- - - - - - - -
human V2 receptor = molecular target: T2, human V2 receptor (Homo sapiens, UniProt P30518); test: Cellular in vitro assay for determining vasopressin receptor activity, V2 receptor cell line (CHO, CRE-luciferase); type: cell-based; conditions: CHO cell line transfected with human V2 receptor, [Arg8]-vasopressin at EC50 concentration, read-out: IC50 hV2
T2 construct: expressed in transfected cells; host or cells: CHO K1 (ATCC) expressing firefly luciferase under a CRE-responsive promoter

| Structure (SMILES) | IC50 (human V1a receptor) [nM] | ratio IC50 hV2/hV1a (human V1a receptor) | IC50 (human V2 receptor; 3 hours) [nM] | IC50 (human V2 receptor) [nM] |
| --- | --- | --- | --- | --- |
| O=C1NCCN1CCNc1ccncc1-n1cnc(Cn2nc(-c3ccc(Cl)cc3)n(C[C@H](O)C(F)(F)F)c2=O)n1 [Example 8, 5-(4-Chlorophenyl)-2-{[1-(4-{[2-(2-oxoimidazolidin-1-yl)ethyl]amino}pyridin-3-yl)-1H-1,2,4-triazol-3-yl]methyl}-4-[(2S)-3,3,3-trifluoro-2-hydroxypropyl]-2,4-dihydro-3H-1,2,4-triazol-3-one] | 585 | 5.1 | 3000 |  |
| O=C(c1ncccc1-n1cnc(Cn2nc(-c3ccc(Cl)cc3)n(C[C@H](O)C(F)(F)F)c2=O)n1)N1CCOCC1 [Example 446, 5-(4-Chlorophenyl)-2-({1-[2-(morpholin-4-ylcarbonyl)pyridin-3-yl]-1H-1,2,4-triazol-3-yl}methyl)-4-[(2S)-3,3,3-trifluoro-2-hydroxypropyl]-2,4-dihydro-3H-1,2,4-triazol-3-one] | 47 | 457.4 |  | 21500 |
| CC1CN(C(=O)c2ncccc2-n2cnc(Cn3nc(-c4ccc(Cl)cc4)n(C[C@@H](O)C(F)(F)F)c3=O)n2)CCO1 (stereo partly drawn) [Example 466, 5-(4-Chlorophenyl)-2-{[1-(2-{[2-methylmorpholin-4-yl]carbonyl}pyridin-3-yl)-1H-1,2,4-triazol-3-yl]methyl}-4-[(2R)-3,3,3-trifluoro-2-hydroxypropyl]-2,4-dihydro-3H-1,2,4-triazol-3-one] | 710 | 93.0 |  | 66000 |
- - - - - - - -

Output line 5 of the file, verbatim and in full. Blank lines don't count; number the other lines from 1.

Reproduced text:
| O=C1NCCN1CCNc1ccncc1-n1cnc(Cn2nc(-c3ccc(Cl)cc3)n(C[C@H](O)C(F)(F)F)c2=O)n1 [Example 8, 5-(4-Chlorophenyl)-2-{[1-(4-{[2-(2-oxoimidazolidin-1-yl)ethyl]amino}pyridin-3-yl)-1H-1,2,4-triazol-3-yl]methyl}-4-[(2S)-3,3,3-trifluoro-2-hydroxypropyl]-2,4-dihydro-3H-1,2,4-triazol-3-one] | 585 | 5.1 | 3000 |  |